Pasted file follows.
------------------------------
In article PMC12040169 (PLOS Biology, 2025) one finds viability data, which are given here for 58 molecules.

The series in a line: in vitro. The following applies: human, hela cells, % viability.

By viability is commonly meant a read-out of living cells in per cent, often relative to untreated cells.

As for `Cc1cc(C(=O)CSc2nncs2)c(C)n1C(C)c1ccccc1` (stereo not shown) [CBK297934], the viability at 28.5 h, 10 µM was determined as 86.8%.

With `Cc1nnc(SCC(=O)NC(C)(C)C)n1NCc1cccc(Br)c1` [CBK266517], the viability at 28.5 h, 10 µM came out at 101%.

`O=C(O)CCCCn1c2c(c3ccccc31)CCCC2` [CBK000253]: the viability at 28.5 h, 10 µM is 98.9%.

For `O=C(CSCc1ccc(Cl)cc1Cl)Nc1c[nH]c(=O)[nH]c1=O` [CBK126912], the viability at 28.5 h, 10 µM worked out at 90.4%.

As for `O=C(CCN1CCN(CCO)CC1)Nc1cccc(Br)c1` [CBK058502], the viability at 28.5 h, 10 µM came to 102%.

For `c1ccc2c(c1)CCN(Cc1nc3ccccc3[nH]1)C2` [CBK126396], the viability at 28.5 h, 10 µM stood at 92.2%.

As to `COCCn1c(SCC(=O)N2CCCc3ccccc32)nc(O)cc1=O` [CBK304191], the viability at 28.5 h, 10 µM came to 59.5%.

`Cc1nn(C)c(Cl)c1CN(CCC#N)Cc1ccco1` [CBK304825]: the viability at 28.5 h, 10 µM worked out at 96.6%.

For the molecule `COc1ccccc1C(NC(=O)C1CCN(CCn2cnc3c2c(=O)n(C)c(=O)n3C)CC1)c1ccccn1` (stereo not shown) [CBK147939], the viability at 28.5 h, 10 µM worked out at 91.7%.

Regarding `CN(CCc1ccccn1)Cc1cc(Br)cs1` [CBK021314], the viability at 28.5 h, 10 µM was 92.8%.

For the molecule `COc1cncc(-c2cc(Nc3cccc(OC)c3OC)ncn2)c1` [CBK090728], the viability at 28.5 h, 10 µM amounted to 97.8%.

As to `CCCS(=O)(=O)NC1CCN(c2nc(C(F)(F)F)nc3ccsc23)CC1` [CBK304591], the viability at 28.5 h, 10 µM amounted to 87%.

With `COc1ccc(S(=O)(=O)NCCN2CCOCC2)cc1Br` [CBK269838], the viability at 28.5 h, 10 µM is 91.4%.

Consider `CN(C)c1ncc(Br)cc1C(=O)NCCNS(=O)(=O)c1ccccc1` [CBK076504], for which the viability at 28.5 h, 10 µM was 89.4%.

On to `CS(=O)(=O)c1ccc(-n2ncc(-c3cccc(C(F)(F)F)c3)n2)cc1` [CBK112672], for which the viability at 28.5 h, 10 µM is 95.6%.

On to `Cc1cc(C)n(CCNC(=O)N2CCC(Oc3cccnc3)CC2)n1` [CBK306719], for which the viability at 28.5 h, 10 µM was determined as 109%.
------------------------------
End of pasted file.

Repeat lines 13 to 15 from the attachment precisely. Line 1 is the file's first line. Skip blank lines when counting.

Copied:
Regarding `CN(CCc1ccccn1)Cc1cc(Br)cs1` [CBK021314], the viability at 28.5 h, 10 µM was 92.8%.

For the molecule `COc1cncc(-c2cc(Nc3cccc(OC)c3OC)ncn2)c1` [CBK090728], the viability at 28.5 h, 10 µM amounted to 97.8%.

As to `CCCS(=O)(=O)NC1CCN(c2nc(C(F)(F)F)nc3ccsc23)CC1` [CBK304591], the viability at 28.5 h, 10 µM amounted to 87%.